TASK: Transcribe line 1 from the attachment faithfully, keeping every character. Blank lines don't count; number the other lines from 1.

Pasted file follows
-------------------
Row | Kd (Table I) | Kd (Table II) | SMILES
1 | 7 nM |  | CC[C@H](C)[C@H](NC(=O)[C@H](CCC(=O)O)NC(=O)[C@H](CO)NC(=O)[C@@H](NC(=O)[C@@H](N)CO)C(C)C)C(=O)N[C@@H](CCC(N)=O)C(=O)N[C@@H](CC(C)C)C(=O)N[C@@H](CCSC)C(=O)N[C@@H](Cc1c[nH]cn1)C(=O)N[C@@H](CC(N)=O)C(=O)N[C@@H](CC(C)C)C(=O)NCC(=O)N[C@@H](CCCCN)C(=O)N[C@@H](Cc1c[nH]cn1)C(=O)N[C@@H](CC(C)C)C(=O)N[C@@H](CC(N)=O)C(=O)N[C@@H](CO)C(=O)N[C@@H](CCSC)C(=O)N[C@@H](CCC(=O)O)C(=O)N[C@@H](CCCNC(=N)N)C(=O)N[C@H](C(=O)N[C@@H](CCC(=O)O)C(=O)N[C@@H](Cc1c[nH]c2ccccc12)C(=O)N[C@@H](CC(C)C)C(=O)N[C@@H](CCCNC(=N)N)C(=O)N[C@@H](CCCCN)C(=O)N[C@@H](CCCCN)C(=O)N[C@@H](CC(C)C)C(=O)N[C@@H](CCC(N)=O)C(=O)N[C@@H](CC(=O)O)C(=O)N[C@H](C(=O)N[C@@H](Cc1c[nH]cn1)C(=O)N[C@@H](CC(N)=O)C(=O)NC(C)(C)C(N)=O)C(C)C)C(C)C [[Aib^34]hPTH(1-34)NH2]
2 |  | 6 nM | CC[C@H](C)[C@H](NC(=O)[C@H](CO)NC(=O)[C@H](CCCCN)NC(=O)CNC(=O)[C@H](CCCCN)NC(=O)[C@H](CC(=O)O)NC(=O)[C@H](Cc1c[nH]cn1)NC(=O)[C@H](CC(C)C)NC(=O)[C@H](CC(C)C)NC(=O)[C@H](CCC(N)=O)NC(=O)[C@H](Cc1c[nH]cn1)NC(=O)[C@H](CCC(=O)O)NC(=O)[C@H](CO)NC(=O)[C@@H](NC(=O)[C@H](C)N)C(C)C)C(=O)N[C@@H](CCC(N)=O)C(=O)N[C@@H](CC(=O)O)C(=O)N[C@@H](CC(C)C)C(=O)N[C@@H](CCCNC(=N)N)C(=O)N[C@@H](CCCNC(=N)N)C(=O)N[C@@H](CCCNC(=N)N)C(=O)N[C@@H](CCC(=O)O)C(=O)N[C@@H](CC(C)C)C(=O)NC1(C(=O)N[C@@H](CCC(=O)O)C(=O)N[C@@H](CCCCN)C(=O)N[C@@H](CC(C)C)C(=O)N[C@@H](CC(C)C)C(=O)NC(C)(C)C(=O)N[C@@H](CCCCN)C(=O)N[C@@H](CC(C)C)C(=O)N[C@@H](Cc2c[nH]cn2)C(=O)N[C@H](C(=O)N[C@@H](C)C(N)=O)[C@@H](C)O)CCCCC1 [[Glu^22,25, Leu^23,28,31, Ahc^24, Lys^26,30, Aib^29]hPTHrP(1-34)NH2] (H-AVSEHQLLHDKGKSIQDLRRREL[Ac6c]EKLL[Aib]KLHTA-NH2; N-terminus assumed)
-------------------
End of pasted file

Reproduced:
Row | Kd (Table I) | Kd (Table II) | SMILES